By contrast, what a harsh lesson for the child reading “The Old Witch,” where a little girl, one “who was very obstinate and willful,” (uh-oh) took off on an adventure, against her parents’ wishes, to visit the old woman with “many marvelous things in her house.” You knew something incredibly ugly was about to take place. The silly girl admitted to the woman that she had peeped through the window and saw not a woman, but “a creature with a fiery head.” And yet she stayed. The witch said she had “long waited” for the girl, and “now you shall give me light.” She turned the girl into a block of wood, threw it into the fire, then sat on the hearth, warming herself. She said, “Ah, now for once it burns brightly!” Creepy. See what happens when you don’t obey?

In “The White Snake,” a king had incredible wisdom, “as if knowledge of hidden things was brought to him in the air.” Actually, he was getting it from a secret covered dish he received after every dinner, once he was alone. After a while, the curious servant who brought the king this dish finally stole a look inside, only to discover – of course! – a white snake. (I know.) The servant “could not resist the desire to taste it, and so he cut off a small piece and put it in his mouth.” Okay, that’s going a bit too far. Even if he could then hear “the sparrows talking together” about everything they’ve seen in the world. He now had the “power to understand the speech of animals.” From that point on, the tale goes wild, filled with ravens, an ant-king, and an apple from the tree of life.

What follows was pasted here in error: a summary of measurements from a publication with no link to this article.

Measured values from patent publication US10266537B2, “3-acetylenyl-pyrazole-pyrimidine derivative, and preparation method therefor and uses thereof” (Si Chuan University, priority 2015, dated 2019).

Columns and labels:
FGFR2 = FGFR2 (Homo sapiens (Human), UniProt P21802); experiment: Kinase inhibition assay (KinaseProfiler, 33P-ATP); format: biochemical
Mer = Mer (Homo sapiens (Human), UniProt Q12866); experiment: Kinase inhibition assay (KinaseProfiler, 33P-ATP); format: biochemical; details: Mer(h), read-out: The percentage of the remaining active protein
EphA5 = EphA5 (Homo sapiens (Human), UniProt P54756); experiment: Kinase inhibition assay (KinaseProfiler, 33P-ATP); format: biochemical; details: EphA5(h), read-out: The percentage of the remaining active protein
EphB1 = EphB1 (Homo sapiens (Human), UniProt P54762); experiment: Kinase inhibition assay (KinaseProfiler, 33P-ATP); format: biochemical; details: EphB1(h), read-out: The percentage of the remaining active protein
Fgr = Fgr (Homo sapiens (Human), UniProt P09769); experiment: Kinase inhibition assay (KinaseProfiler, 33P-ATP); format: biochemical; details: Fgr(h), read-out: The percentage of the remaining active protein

Some of the stories were surreal, seemingly just odd lists of bizarre happenings. For instance, in “The Ditmarsch Tale of Wonders,” the narrator saw “two roasted fowls flying” with “their breasts turned to Heaven and their backs to Hell.” “An anvil and a mill-stone swam across the Rhine prettily, slowly and gently.” And, naturally, “in that country the flies are as big as the goats are here.” You had to love the sense of play, the carnival mirror worlds of experimentation.

When my children were small, I used to make up stories to tell them, evolving tales of fantasy created on the spot. I remember being surprised – and secretly thrilled – when my older daughter began to state her unvarying request for the type of story she wanted told: “Make it sad or bad or mean.” Still a toddler, she knew what elements guaranteed interest. (No, no, I didn’t tell them Grimm-like tales of violence and gore.)